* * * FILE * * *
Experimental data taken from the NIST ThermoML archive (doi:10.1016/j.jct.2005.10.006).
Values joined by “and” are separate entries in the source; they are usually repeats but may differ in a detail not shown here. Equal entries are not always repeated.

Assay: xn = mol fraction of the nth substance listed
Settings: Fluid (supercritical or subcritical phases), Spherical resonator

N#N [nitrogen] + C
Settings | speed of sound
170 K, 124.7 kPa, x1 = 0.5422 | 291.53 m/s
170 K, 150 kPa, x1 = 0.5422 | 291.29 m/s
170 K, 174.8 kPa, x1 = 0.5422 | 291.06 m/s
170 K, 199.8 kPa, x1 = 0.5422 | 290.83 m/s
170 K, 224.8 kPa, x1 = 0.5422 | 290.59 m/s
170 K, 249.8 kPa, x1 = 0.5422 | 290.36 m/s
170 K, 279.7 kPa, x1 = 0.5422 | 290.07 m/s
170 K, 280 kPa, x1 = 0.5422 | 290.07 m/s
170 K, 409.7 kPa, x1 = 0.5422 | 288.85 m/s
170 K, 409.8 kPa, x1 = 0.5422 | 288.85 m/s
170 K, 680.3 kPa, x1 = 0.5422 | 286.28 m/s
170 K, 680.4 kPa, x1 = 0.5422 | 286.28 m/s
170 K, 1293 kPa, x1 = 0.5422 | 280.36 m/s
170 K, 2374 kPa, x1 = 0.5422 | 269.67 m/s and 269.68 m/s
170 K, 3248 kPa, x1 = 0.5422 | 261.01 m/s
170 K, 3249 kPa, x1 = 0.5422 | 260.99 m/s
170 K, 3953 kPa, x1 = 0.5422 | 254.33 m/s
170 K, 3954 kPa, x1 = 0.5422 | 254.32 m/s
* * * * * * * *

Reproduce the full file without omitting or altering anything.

Experimental data taken from the NIST ThermoML archive (doi:10.1016/j.jct.2005.10.006).
Values joined by “and” are separate entries in the source; they are usually repeats but may differ in a detail not shown here. Equal entries are not always repeated.

Assay: xn = mol fraction of the nth substance listed
Settings: Fluid (supercritical or subcritical phases), Spherical resonator

N#N [nitrogen] + C
Settings | speed of sound
170 K, 124.7 kPa, x1 = 0.5422 | 291.53 m/s
170 K, 150 kPa, x1 = 0.5422 | 291.29 m/s
170 K, 174.8 kPa, x1 = 0.5422 | 291.06 m/s
170 K, 199.8 kPa, x1 = 0.5422 | 290.83 m/s
170 K, 224.8 kPa, x1 = 0.5422 | 290.59 m/s
170 K, 249.8 kPa, x1 = 0.5422 | 290.36 m/s
170 K, 279.7 kPa, x1 = 0.5422 | 290.07 m/s
170 K, 280 kPa, x1 = 0.5422 | 290.07 m/s
170 K, 409.7 kPa, x1 = 0.5422 | 288.85 m/s
170 K, 409.8 kPa, x1 = 0.5422 | 288.85 m/s
170 K, 680.3 kPa, x1 = 0.5422 | 286.28 m/s
170 K, 680.4 kPa, x1 = 0.5422 | 286.28 m/s
170 K, 1293 kPa, x1 = 0.5422 | 280.36 m/s
170 K, 2374 kPa, x1 = 0.5422 | 269.67 m/s and 269.68 m/s
170 K, 3248 kPa, x1 = 0.5422 | 261.01 m/s
170 K, 3249 kPa, x1 = 0.5422 | 260.99 m/s
170 K, 3953 kPa, x1 = 0.5422 | 254.33 m/s
170 K, 3954 kPa, x1 = 0.5422 | 254.32 m/s